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Jane Sinclair; Or, The Fawn Of Springvale - The Works of William Carleton, Volume Two by William Carleton
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By William Carleton


If there be one object in life that stirs the current of human feeling
more sadly than another, it is a young and lovely woman, whose intellect
has been blighted by the treachery of him on whose heart, as on a
shrine, she offered up the incense of her first affection. Such a being
not only draws around her our tenderest and most delicate sympathies,
but fills us with that mournful impression of early desolation,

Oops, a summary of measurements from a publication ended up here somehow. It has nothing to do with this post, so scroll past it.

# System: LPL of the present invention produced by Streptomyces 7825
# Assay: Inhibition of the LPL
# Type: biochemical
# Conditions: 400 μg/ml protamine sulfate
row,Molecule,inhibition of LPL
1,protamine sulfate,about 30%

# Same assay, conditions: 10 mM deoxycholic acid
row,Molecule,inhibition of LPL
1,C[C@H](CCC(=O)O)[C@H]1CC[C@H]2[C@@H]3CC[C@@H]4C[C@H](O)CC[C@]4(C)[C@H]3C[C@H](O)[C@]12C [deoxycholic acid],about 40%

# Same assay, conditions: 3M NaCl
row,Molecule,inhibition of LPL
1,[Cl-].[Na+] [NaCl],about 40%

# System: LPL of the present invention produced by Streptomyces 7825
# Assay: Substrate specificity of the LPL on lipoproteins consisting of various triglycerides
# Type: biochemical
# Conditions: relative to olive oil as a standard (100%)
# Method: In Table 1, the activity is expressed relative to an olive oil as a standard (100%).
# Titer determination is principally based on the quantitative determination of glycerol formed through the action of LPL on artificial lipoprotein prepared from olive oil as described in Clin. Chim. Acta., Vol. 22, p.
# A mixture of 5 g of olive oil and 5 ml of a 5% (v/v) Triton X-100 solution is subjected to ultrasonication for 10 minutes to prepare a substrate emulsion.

resembling so much the spirit of melancholy romance that arises from
one of those sad and gloomy breezes which sweep unexpectedly over the
sleeping surface of a summer lake, or moans with a tone of wail and
sorrow through the green foliage of the wood under whose cooling shade
we sink into our noon-day dream. Madness is at all times a thing of
fearful mystery, but when it puts itself forth in a female gifted with
youth and beauty, the pathos it causes becomes too refined for the
grossness of ordinary sorrow--almost transcends our notion of the
real, and assumes that wild interest which invests it with the dim and
visionary light of the ideal. Such a malady constitutes the very romance
of affliction, and gives to the fair sufferer rather the appearance of
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